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Technology / Cybersecurity

Microsoft rushes patch as IE bug goes wild

Microsoft rushed to release a patch for Internet Explorer on Tuesday after hackers were reportedly exploiting a flaw in the web browser that could download viruses to a user’s machine simply by visiting the wrong website.

Researchers at the security vendor Qualys claimed the vulnerability "is actively being exploited in the wild", and urged users to patch their machines to defend themselves against infection.

"Now that the vulnerability is disclosed we expect the attack code to spread widely and get integrated into exploit kits and attack frameworks," said Wolfgang Kandek, chief technology officer at Qualys.

The attackers were found using a wide variety of methods to take advantage of the exploit, including placing malicious adverts in legitimate ad networks (a tactic known as "malvertising") and hijacking legitimate blogs.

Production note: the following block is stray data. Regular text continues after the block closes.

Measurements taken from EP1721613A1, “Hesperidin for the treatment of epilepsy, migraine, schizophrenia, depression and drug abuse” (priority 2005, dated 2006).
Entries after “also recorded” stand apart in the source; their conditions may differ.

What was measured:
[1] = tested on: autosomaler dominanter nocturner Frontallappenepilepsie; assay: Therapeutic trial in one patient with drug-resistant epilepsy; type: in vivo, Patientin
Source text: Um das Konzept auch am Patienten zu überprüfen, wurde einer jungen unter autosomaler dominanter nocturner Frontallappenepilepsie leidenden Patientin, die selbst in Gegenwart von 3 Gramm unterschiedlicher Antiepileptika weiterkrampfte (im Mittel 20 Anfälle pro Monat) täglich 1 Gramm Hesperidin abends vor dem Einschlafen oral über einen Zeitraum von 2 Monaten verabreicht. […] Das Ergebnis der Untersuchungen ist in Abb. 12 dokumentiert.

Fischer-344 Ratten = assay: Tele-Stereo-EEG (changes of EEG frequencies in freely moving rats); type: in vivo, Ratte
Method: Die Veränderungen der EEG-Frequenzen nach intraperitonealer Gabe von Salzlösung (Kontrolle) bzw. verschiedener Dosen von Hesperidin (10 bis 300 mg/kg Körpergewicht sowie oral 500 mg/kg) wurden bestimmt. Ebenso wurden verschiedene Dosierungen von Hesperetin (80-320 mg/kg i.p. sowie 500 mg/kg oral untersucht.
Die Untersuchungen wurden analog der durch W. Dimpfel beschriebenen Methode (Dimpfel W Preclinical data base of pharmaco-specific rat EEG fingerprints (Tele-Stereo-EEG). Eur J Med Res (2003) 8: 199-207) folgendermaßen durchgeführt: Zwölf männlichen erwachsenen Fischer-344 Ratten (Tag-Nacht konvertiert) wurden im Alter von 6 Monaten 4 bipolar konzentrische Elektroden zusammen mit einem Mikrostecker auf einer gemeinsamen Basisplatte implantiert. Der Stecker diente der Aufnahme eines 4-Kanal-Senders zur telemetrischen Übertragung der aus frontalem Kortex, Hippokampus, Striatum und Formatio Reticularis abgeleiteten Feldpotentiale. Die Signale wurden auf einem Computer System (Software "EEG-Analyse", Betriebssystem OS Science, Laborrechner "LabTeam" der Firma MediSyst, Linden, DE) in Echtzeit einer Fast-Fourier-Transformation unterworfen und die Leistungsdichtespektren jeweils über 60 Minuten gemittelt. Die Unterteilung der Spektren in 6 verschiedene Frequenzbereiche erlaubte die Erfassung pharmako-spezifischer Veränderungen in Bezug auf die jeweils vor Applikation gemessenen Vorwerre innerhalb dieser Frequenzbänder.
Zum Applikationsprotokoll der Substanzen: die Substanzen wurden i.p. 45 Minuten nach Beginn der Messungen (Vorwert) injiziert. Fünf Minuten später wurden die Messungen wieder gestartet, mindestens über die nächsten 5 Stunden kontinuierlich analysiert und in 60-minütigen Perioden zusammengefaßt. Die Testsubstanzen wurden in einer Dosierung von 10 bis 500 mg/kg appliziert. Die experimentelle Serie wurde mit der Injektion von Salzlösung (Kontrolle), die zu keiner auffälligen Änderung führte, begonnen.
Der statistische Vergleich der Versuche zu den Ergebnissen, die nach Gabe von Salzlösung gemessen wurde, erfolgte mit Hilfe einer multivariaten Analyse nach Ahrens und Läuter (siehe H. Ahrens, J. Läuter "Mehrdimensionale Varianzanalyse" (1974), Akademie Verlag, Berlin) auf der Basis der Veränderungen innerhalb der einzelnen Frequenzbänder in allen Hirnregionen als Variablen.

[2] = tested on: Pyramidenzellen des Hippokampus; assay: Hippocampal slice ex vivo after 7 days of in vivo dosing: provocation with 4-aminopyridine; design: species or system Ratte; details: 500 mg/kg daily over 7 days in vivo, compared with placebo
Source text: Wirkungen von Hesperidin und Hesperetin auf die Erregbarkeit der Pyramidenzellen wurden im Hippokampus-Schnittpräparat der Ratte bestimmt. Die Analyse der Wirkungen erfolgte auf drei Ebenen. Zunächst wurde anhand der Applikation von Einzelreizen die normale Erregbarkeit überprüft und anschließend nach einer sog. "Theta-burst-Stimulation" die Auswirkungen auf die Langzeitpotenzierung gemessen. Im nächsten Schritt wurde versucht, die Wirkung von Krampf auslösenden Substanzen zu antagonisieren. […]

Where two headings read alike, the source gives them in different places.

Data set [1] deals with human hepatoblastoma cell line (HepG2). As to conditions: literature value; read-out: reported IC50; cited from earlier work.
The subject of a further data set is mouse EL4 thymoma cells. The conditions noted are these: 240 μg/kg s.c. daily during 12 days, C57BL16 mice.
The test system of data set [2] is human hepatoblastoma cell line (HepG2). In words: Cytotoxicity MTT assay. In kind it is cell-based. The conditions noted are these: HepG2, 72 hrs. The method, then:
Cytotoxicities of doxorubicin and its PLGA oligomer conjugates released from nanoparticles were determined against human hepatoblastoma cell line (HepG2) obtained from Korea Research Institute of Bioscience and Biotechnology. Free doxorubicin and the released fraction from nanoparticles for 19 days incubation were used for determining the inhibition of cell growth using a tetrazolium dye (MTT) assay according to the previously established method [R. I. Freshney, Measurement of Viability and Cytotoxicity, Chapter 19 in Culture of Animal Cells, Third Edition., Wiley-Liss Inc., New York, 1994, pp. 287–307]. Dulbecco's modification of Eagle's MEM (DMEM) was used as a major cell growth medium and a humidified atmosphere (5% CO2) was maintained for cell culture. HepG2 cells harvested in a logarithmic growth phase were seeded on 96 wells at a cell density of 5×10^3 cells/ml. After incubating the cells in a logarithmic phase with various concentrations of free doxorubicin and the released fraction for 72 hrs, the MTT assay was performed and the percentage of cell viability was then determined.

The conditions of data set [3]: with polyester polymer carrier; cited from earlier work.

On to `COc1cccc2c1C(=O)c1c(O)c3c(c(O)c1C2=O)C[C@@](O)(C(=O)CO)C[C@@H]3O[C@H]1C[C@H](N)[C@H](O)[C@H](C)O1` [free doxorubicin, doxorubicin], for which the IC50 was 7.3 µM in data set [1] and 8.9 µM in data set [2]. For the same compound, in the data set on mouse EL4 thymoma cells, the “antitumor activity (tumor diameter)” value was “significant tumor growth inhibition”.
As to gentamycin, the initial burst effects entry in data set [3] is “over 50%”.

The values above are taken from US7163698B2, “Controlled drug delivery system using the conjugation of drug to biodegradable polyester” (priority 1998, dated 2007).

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Other strategies employed included the sending of emails with malicious links and the setting up of websites specifically to attack victims, gaming search engines in the process to increase the chances of infection.

"If the current user is logged on with administrative user rights, an attacker who successfully exploited this vulnerability could take complete control of an affected system," Microsoft said.

"An attacker could then install programs; view, change, or delete data; or create new accounts with full user rights."

It added that systems where Internet Explorer is used regularly, including workstations or terminal servers, were most at risk.


This article is from the CBROnline archive: some formatting and images may not be present.